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John Henry Chaney, Sr. went peacefully home to be with his Heavenly Father on January 22, 2024, at his home in Oviedo, Florida with his daughter Mary and son-in-law Kelvin by his side. After being diagnosed in previous years with Prostate Cancer that had spread through his bones, he never complained about his challenges. Henry was born on December 4, 1919, and recently celebrated his 104th birthday. He is the son of the late Asa Chaney and Mary Ellen Dorsey Chaney. His maternal great-grandmother, Elizabeth Johnson Gibson, lived to be 102. Henry was the second oldest of five children, James, Earl Leonard, Phoebe, and Calvin Francis Foreman.
Henry attended grade school at Rocky Hill Elementary in Clarksburg, however, he had to leave school at an early age to help provide for the family. Henry began work around nine years old, scrubbing kitchen floors for approximately two years. At eleven, he began working for various local farmers as a field hand for several years. He also worked as a Mason, helping to build homes in Clarksburg. He worked alongside his dad for many years doing masonry work in Bethesda.
Henry was drafted into the United States Marine Corps on November 18, 1943, as à United States Marine. He embarked on a journey that would take him around the world by train and by ship. He served with the 8th Ammunition Company, FMF, PAC. His Military Occupational Specialties (MOS) were Motor Transport, Supply, and Infantry. He was stationed at Camp Lejeune, NC; Hilo, Hawaii; Kyushu, Japan; Pearl Harbor, Iwo Jima; San Diego, CA, and San Francisco, CA. He was a Motor Transport Operator who hauled ammunition to the frontline during WWII. In 1945 he was in combat at Iwo Jima where the Marines’ famous raising of the flag took place. In addition to being decorated with various ribbons and medals for duties performed, Henry was awarded the Iwo Jima Campaign Medal, National Defense Medal, and Sharp Shooter Medal. He received an honorable discharge on November 23, 1945.
After leaving the Marines, he worked different jobs. He learned how to lay bricks and became a very gifted bricklayer and cement finisher. Then he went to work for the State Highway Administration in 1953 and retired from there in June 1982. He started his own business in 1963, “Chaney and Sons Refuse Trash Company” which was a great opportunity for his family. In 1974, the business was sold to Titus Trash Company.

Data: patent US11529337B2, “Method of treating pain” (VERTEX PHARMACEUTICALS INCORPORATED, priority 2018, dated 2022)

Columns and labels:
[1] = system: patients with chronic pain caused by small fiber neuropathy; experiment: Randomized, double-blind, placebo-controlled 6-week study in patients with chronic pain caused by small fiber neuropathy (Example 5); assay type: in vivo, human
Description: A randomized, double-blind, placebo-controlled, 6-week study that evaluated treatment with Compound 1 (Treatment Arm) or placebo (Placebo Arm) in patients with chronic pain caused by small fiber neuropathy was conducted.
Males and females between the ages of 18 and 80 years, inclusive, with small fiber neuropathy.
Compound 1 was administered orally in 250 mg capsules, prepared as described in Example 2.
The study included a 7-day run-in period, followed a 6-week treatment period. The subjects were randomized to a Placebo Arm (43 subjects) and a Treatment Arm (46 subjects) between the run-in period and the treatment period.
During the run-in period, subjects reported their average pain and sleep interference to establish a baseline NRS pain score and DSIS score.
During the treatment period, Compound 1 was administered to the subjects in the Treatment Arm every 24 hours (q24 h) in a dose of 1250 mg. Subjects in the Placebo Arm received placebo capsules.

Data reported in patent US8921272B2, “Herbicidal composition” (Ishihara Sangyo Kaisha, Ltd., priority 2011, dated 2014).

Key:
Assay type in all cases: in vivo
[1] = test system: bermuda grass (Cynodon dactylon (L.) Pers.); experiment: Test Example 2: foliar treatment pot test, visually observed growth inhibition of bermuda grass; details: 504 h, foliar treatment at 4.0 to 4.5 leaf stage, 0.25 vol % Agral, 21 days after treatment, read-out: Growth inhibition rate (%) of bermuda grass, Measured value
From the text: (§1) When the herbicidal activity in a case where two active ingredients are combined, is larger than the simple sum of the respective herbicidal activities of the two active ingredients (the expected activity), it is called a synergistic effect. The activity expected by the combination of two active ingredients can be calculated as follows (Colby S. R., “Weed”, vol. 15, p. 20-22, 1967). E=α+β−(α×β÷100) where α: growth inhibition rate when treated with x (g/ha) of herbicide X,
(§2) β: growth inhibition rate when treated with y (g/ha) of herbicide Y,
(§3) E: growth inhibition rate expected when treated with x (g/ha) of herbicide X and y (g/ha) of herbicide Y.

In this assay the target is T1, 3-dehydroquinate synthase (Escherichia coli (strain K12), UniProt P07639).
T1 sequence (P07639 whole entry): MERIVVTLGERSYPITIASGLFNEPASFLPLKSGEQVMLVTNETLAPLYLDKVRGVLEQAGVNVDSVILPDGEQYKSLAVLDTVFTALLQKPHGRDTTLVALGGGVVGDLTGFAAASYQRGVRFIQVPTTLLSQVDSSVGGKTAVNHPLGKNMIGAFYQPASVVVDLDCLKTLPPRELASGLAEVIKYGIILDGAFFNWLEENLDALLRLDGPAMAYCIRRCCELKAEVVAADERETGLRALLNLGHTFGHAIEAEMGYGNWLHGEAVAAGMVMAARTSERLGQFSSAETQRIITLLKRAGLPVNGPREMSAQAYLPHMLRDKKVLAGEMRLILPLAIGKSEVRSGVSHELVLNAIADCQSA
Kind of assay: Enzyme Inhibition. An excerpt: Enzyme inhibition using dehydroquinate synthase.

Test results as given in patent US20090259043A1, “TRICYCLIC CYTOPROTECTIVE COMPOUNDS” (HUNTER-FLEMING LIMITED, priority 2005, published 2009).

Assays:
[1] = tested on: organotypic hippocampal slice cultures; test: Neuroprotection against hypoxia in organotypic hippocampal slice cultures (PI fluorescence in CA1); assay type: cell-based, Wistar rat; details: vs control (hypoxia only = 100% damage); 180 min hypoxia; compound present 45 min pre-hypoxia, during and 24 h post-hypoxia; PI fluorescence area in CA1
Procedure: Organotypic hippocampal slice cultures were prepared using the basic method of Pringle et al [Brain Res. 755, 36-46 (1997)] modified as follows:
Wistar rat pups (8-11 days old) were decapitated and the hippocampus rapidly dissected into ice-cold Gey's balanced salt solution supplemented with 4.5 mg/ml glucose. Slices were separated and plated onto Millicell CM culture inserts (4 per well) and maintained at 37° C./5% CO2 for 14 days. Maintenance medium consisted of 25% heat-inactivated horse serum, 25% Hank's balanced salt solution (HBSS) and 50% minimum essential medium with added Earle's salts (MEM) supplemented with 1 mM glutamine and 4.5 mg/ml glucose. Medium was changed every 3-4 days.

Henry loved to play baseball. He played on the Clarksburg African American baseball team (The Maryland Wildcats). He was one of the best. He played catcher and would dare you to steal any bases on him. From the 1950’s to 1970’s, Henry was a player/coach for the Germantown Giants, and had the opportunity to coach many African-American men from the Montgomery County area. He played for the Yellow Jackets as a catcher for many years. After playing, he coached baseball for years; and even coached some of his children.
Henry was a faithful member and diligent worker at John Wesley United Methodist Church, now Community of Faith United Methodist Church for many years. He used his skills and crafts to support the church and served God with his gifts and talents. He served as an Usher and sang in the Boyds’ Charge United Methodist Men for many years until he relocated to Orlando, in June 2018 with Mary and Kelvin. After relocating to Florida, he attended Orlando World Outreach Church and worshipped also with the House of Bread Ministries online virtual services.
Henry along with other African American U.S. Marines who were stationed at Camp Lejeune, was presented the Congressional Gold Medal on June 28, 2012, the nation’s highest civilian honor, recognizing his military service. Additionally, in the same year, on October 23, he and other Montgomery County World War II Veterans were honored with a Proclamation by County Executive Isiah Leggett and the Montgomery County Council. He was honored with a Proclamation by Jay Zembower, Chairman of the Board of County Commissioners in Seminole County on October 27, 2020. He has received Honorary Membership from Montford Point Marines, Washington DC Chapter, Marine Corps League, Oviedo, FL; and a Certificate of Honor from the American Legion, Post 243.
Henry, was one of America’s oldest WWIl veterans, who lived in Oviedo, FL, where the people of Seminole County loved him. He was honored for the past four years with a drive-by parade for his birthday organized by his family, Oviedo’s American Legion Post 243, Foster Grove community, Friends, Seminole County Elected Officials, police officers, sheriff deputies, firefighters, and Orlando World Outreach Church community. The celebration culminated on Henry’s front lawn where the crowd gathered to wish him the very happiest of birthdays and eat cake.
Henry married his first wife Mae Scott-Chaney in 1941, who departed this life in June 1945. Henry remarried in 1953 to the late Ida Mae Nolan-Chaney, who departed this life in February 2002. Also, three brothers, James, Earl Leonard, and Francis, one daughter, Marilyn Chaney, and four sons, Larry, Robert, Terry, and Bruce Chaney, one grandson, Robert Jr., two daughters-in-law, Kristine and Kim; one son-in-law Ron Herron.
Those left to cherish his precious memories are a devoted and loving sister, Phoebe Dorsey; stepson, Jimmy (Lacreatia); children Delores Taylor, Diane Herron, John (Mary), Chris (Deborah), Earl (Susan), Michael (Significate other Mitra), David (Laurie), Steve (Significate other Suzanne), Mary (Kelvin), Donald (Significate other Colleen); daughter-in-law, Cathy Chaney; 35 grandchildren, 42 great-grandchildren, 12 great-great-grandchildren and a host of nieces, nephews, cousins, and friends.